The U.S. won’t come close to vaccinating 20 million people by Jan. 1, as many experts had forecast, but Dr. Anthony Fauci believes “an increase in momentum” next month will help the nation draw closer to rollout estimates. But Fauci, in an interview on CNN, said another surge coming off the holidays means “we just have to assume (the pandemic) is going to get worse.”
When the first virus vaccines won emergency authorization this month, Health and Human Services Secretary Alex Azar estimated that 20 million people – mostly healthcare workers – could be vaccinated by year’s end. The rate would then jump in early 2021 as more vaccines rolled out, Azar and other experts said.
So far, the numbers are far below expectations. Dr. Anthony Fauci, the nation’s leading infectious disease expert, acknowledged Tuesday that only a few million vaccinations have taken place thus far.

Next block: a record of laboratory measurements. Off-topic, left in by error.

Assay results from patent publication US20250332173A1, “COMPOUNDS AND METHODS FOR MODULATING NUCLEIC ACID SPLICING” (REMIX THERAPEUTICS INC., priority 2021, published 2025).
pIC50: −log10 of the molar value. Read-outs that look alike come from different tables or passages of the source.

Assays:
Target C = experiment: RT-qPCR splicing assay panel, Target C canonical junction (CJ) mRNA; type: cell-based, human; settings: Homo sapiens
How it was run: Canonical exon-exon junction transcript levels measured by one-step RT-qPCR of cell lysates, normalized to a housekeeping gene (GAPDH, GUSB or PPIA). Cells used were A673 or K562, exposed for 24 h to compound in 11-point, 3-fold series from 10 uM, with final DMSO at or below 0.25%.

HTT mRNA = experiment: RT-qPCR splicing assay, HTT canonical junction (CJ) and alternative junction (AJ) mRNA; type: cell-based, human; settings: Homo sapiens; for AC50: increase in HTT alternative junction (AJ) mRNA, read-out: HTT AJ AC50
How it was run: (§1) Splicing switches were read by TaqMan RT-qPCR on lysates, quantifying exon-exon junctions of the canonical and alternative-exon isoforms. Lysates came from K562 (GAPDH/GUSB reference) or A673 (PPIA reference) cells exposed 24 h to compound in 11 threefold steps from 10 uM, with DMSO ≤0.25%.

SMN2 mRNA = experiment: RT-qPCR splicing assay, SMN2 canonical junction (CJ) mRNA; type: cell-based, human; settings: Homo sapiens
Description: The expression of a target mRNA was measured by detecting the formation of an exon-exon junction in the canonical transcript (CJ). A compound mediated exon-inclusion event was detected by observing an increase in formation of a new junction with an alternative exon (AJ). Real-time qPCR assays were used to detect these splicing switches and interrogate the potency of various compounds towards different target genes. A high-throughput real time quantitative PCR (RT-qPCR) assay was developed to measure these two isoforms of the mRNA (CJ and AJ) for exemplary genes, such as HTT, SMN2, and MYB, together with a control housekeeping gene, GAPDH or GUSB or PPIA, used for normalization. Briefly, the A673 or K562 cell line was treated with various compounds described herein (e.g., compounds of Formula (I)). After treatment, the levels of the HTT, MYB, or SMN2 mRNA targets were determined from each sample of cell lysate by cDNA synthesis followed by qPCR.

“I believe that, as we get into January, we are going to see an increase in momentum” that allows the nation to catch up to the planned rollout, Fauci said on CNN. He said he still hopes that by spring or summer “anybody and everybody who wants to be vaccinated can be vaccinated.”
With many testing centers closed for the holidays, the U.S. conducted 1.5 million fewer COVID-19 tests in the week ending Monday than it did in the previous week, a USA TODAY analysis of COVID Tracking Project data shows.
In all, 42 states reported less testing. In hard-hit Tennessee, the total number of tests was barely more than half of what it was a week earlier. But the rate of those positive tests increased from about 19.2% to 21.4%. On the other side of the scale, Washington state increased testing by a third from a week earlier, but its rate of positive tests increased anyway.